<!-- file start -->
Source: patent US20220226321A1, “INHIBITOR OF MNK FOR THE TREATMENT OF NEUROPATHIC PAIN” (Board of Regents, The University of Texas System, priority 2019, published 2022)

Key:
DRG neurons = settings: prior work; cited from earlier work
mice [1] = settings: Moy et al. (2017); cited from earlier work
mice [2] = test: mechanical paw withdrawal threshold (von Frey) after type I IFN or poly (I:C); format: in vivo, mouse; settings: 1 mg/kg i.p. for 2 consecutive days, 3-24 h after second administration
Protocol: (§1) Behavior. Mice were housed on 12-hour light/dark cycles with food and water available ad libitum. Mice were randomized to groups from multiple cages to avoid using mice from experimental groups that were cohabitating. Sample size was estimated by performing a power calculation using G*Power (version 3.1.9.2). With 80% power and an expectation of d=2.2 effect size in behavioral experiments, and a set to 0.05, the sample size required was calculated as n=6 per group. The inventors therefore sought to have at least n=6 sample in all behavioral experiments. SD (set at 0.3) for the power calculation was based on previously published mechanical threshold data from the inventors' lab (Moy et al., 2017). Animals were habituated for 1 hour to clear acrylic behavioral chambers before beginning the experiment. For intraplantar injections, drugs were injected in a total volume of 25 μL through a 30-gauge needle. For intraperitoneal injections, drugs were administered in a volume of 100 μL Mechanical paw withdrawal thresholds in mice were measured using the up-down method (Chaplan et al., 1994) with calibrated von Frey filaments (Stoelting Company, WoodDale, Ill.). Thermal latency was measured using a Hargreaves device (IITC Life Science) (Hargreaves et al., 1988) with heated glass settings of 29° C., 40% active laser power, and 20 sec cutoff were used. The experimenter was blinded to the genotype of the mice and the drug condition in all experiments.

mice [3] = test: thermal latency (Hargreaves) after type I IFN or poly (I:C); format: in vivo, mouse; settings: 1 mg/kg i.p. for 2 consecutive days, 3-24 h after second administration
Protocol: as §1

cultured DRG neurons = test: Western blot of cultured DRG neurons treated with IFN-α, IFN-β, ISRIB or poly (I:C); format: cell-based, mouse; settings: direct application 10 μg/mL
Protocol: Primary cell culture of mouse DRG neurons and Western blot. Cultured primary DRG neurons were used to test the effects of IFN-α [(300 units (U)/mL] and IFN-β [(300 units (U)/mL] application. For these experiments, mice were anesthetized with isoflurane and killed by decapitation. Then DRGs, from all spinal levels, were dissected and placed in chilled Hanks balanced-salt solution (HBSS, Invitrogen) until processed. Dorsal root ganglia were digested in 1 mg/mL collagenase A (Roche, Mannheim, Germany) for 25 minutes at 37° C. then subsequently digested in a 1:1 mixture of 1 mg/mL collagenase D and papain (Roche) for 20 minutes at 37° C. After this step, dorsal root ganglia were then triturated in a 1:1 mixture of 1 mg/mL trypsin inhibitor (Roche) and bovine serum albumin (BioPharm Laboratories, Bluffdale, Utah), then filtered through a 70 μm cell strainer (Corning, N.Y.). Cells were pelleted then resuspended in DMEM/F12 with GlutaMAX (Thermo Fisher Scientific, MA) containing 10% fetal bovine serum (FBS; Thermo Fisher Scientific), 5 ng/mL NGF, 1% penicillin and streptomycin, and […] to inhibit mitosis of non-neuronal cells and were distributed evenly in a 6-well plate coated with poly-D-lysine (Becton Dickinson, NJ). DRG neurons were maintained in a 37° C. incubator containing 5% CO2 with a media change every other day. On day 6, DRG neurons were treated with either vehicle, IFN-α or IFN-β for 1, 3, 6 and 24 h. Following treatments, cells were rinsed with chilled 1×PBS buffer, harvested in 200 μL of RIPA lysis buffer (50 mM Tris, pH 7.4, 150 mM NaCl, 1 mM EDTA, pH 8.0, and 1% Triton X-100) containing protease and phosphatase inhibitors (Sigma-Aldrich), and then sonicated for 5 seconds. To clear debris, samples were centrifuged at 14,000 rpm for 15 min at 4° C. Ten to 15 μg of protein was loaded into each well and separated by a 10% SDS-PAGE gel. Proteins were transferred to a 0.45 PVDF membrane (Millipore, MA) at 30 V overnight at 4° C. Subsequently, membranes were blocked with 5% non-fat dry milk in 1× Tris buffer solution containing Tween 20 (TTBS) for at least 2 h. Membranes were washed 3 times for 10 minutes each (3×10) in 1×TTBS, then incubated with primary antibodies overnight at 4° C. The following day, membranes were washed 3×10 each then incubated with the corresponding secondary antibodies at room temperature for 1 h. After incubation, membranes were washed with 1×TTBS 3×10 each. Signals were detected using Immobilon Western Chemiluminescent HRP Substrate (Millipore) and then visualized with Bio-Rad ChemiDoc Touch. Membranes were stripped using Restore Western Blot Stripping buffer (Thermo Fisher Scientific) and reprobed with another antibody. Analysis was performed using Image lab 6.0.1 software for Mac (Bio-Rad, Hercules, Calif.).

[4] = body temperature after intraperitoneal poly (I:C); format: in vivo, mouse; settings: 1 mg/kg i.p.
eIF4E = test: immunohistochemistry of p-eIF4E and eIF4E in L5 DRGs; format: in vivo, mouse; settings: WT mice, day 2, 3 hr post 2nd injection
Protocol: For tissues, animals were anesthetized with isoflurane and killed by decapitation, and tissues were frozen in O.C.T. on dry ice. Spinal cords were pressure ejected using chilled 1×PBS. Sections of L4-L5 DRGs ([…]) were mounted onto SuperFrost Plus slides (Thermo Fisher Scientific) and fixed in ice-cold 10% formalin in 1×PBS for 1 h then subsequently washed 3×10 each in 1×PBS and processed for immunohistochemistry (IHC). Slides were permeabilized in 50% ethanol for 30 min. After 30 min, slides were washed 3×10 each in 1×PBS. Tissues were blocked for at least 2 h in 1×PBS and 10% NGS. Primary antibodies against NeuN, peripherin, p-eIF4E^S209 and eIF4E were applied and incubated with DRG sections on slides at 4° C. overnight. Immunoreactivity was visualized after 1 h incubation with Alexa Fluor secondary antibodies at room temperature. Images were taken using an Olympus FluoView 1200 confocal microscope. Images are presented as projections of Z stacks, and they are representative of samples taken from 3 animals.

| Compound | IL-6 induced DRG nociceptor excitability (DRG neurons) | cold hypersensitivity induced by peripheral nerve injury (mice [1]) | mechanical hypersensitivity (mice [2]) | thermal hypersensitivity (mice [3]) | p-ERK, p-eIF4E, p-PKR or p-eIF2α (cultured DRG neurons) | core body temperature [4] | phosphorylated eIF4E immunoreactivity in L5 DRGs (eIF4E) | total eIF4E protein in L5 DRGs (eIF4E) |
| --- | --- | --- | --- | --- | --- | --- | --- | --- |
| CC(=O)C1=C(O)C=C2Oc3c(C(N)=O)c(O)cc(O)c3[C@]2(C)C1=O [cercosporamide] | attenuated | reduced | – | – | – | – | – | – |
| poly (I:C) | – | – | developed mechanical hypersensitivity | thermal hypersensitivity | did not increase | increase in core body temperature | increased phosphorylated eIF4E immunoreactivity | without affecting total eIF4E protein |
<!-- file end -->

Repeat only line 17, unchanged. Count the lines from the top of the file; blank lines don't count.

| poly (I:C) | – | – | developed mechanical hypersensitivity | thermal hypersensitivity | did not increase | increase in core body temperature | increased phosphorylated eIF4E immunoreactivity | without affecting total eIF4E protein |